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Blood Test

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Only as long ago as the 1800s, the world was not aware that people had different blood types. Before this doctors were performing blood transfusions without screening tests so many times the patient would reject the blood and physicians did not know why. Then in 1901 and then in 1939, the four blood types, and then the rH factor respectively were discovered by Nobel Peace Prize winner Karl Landsteiner and his colleagues. Karl Landsteiner also discovered that our immune systems make antibodies for different types of blood. This discovery led to blood testing for disease and screening in blood banks which provided safe blood transfusions universally.

The four blood groups are:

  1. Type A. This blood type has a marker known as "A."
  2. Type B. This blood type has a marker known as "B."
  3. Type AB. The blood cells in this type have both A and B markers.
  4. Type O. This blood type has neither A or B markers

Blood borne illnesses started being tested for on premarital couples in the 1930s in the United States. They tested for syphilis and rubella to check for diseases before they would be granted a license and allowed to marry. In some states of the U.S. this is still practiced! Screening for other diseases in future spouses has included tuberculosis, gonorrhea, and HIV; of these, only HIV can be detected by blood tests. Illinois and Louisiana had passed legislation requiring HIV testing before marriage, but those laws did not last long as they are hard to justify.

Blood banks test for many different illnesses to screen blood before the blood is passed on for a transfusion for a patient in need. Blood was first tested for hepatitis B in 1971 and for HIV in 1985. Today, blood banks test for syphilis, West Nile VIRUS, hepatitis C, HIV and many other diseases. From this colorful history comes incredible research and scientific study via the bloodstream to discovering disease and how conditions work within the body. Blood is essentially our life source as it runs through our entire body and touches each organism within.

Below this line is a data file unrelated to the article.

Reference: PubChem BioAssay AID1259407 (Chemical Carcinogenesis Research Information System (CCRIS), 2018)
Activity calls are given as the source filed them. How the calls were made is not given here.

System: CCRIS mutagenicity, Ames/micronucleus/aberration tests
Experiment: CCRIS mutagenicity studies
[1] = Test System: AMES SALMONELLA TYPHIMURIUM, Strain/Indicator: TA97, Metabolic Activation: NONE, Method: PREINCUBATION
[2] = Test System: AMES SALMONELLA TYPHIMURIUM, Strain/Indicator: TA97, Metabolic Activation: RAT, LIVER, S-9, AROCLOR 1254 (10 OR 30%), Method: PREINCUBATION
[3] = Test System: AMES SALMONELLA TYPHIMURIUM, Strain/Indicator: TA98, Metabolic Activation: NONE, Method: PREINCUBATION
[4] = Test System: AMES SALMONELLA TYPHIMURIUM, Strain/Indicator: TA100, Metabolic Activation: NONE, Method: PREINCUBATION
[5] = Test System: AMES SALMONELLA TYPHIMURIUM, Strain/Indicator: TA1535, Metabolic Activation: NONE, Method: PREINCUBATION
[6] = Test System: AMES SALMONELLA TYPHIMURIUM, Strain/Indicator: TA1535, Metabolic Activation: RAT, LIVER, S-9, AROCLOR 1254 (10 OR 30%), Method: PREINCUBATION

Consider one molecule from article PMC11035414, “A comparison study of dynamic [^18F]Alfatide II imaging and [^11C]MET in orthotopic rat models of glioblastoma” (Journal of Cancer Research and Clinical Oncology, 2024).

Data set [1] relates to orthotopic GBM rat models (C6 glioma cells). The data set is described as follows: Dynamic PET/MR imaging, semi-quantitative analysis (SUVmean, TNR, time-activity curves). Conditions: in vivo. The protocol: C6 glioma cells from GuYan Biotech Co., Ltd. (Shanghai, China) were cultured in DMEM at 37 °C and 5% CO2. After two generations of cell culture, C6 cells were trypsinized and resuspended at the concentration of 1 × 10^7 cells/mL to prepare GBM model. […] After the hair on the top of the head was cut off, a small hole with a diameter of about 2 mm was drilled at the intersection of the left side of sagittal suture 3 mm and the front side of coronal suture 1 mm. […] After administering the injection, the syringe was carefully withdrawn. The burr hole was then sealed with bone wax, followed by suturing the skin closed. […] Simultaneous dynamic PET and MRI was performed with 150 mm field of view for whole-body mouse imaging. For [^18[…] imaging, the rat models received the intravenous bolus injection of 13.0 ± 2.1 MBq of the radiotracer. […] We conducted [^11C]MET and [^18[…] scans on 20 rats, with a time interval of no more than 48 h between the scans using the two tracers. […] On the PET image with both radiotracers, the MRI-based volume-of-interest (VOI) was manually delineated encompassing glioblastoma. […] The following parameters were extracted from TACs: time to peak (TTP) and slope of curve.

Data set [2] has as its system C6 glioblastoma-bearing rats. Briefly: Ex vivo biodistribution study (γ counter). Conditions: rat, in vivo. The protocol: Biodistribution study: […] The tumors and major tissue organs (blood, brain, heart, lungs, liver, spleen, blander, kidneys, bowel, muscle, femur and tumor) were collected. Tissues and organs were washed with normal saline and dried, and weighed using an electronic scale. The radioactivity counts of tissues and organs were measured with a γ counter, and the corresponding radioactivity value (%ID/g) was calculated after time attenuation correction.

Blood tests can identify various types of illnesses in patients including cancer, anemia and even malaria. Blood monitoring can track levels of various components in our body to help manage a condition or illness such as blood glucose monitoring for diabetes patients. The most common tests of the blood are:

  • A complete blood count (CBC)
  • Blood chemistry tests
  • Blood enzyme tests
  • Blood tests to assess heart disease risk

The Blood Test at Home:-

Blood tests are not only about discovering a condition that has developed but also what level the condition may have progressed to. Home blood tests can now read your iron levels, thyroid antibodies, what your sugar levels are etc. This is a special tool to have when trying to come up with a management plan, provide treatment and monitor your health.

Blood Test

Blood tests are used to detect many different conditions and illnesses such as cancer, thyroid problems, STDs like HIV, Diabetes and the list goes on. They are also used to test blood when donating blood. Your health care provider should also test your blood throughout your pregnancy to see how your body and baby are traveling. In some states couples to be married are even required to have a blood test before saying “I do”. Our blood is our lifeline and many stories can be told by taking a sample of it from our bodies. To learn more about blood and why it used for tests for various factors, read through the following resources and links.

Learn about blood: American Red Cross: http://www.redcrossblood.org/learn-about-blood/what-happens-donated-blood/blood-testing

American Pregnancy Association: http://americanpregnancy.org/prenatal-testing/blood-test/

Testing before marriage: http://usmarriagelaws.com/search/united_states/blood_test_requirements/

The Ultimate Blood test: http://www.scientificamerican.com/article/sciam-body-the-ultimate-blood-test/